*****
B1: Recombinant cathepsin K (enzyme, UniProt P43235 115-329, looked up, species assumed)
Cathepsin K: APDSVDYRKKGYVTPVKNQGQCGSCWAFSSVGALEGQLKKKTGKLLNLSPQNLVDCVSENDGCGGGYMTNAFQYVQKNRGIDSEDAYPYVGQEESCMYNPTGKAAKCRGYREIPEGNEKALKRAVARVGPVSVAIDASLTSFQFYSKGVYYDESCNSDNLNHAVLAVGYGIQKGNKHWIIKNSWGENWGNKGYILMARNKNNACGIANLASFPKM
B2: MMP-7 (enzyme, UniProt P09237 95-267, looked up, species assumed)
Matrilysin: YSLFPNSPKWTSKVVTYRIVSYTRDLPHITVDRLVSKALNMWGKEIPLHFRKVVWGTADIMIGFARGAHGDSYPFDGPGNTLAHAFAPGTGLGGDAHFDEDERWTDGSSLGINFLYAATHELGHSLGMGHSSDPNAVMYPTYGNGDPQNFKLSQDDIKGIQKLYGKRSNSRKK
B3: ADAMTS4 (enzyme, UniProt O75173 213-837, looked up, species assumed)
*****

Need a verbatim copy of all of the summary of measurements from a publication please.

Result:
B1: Recombinant cathepsin K (enzyme, UniProt P43235 115-329, looked up, species assumed)
Cathepsin K: APDSVDYRKKGYVTPVKNQGQCGSCWAFSSVGALEGQLKKKTGKLLNLSPQNLVDCVSENDGCGGGYMTNAFQYVQKNRGIDSEDAYPYVGQEESCMYNPTGKAAKCRGYREIPEGNEKALKRAVARVGPVSVAIDASLTSFQFYSKGVYYDESCNSDNLNHAVLAVGYGIQKGNKHWIIKNSWGENWGNKGYILMARNKNNACGIANLASFPKM
B2: MMP-7 (enzyme, UniProt P09237 95-267, looked up, species assumed)
Matrilysin: YSLFPNSPKWTSKVVTYRIVSYTRDLPHITVDRLVSKALNMWGKEIPLHFRKVVWGTADIMIGFARGAHGDSYPFDGPGNTLAHAFAPGTGLGGDAHFDEDERWTDGSSLGINFLYAATHELGHSLGMGHSSDPNAVMYPTYGNGDPQNFKLSQDDIKGIQKLYGKRSNSRKK
B3: ADAMTS4 (enzyme, UniProt O75173 213-837, looked up, species assumed)